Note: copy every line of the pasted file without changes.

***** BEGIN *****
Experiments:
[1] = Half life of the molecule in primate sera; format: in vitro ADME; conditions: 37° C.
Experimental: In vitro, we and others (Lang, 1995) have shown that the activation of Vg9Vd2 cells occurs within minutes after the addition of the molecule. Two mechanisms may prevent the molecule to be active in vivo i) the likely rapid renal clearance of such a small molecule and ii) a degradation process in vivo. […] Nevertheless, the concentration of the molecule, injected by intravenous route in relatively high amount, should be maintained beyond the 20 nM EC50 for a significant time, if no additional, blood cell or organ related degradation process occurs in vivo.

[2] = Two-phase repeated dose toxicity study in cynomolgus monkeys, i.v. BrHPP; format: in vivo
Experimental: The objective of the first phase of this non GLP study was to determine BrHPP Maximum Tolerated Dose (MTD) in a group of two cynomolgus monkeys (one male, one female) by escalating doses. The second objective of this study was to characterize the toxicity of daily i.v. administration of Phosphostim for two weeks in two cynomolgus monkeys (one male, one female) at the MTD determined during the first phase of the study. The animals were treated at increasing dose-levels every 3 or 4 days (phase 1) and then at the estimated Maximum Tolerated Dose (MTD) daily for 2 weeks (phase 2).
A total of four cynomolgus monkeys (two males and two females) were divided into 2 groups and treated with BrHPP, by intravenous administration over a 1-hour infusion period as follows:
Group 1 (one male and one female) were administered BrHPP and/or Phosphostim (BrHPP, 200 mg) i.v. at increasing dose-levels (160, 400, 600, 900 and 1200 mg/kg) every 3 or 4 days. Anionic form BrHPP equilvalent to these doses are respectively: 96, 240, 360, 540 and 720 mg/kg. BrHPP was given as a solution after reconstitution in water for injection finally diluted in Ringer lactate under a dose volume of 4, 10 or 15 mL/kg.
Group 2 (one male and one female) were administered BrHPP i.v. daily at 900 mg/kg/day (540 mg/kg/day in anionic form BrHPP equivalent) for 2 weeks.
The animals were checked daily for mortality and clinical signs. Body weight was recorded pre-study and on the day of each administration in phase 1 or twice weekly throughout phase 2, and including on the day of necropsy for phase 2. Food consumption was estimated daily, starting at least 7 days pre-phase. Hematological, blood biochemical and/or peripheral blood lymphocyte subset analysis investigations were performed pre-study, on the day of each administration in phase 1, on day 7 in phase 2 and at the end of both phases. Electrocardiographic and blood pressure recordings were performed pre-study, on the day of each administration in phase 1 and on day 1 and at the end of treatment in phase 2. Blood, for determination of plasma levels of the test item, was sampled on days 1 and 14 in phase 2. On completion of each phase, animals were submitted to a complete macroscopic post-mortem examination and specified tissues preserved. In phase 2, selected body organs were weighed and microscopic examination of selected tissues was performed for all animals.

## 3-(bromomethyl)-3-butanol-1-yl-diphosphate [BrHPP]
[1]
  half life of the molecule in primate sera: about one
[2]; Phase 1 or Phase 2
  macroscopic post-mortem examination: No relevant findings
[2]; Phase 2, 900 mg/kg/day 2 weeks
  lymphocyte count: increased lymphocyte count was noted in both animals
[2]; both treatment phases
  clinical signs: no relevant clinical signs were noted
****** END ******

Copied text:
Experiments:
[1] = Half life of the molecule in primate sera; format: in vitro ADME; conditions: 37° C.
Experimental: In vitro, we and others (Lang, 1995) have shown that the activation of Vg9Vd2 cells occurs within minutes after the addition of the molecule. Two mechanisms may prevent the molecule to be active in vivo i) the likely rapid renal clearance of such a small molecule and ii) a degradation process in vivo. […] Nevertheless, the concentration of the molecule, injected by intravenous route in relatively high amount, should be maintained beyond the 20 nM EC50 for a significant time, if no additional, blood cell or organ related degradation process occurs in vivo.

[2] = Two-phase repeated dose toxicity study in cynomolgus monkeys, i.v. BrHPP; format: in vivo
Experimental: The objective of the first phase of this non GLP study was to determine BrHPP Maximum Tolerated Dose (MTD) in a group of two cynomolgus monkeys (one male, one female) by escalating doses. The second objective of this study was to characterize the toxicity of daily i.v. administration of Phosphostim for two weeks in two cynomolgus monkeys (one male, one female) at the MTD determined during the first phase of the study. The animals were treated at increasing dose-levels every 3 or 4 days (phase 1) and then at the estimated Maximum Tolerated Dose (MTD) daily for 2 weeks (phase 2).
A total of four cynomolgus monkeys (two males and two females) were divided into 2 groups and treated with BrHPP, by intravenous administration over a 1-hour infusion period as follows:
Group 1 (one male and one female) were administered BrHPP and/or Phosphostim (BrHPP, 200 mg) i.v. at increasing dose-levels (160, 400, 600, 900 and 1200 mg/kg) every 3 or 4 days. Anionic form BrHPP equilvalent to these doses are respectively: 96, 240, 360, 540 and 720 mg/kg. BrHPP was given as a solution after reconstitution in water for injection finally diluted in Ringer lactate under a dose volume of 4, 10 or 15 mL/kg.
Group 2 (one male and one female) were administered BrHPP i.v. daily at 900 mg/kg/day (540 mg/kg/day in anionic form BrHPP equivalent) for 2 weeks.
The animals were checked daily for mortality and clinical signs. Body weight was recorded pre-study and on the day of each administration in phase 1 or twice weekly throughout phase 2, and including on the day of necropsy for phase 2. Food consumption was estimated daily, starting at least 7 days pre-phase. Hematological, blood biochemical and/or peripheral blood lymphocyte subset analysis investigations were performed pre-study, on the day of each administration in phase 1, on day 7 in phase 2 and at the end of both phases. Electrocardiographic and blood pressure recordings were performed pre-study, on the day of each administration in phase 1 and on day 1 and at the end of treatment in phase 2. Blood, for determination of plasma levels of the test item, was sampled on days 1 and 14 in phase 2. On completion of each phase, animals were submitted to a complete macroscopic post-mortem examination and specified tissues preserved. In phase 2, selected body organs were weighed and microscopic examination of selected tissues was performed for all animals.

## 3-(bromomethyl)-3-butanol-1-yl-diphosphate [BrHPP]
[1]
  half life of the molecule in primate sera: about one
[2]; Phase 1 or Phase 2
  macroscopic post-mortem examination: No relevant findings
[2]; Phase 2, 900 mg/kg/day 2 weeks
  lymphocyte count: increased lymphocyte count was noted in both animals
[2]; both treatment phases
  clinical signs: no relevant clinical signs were noted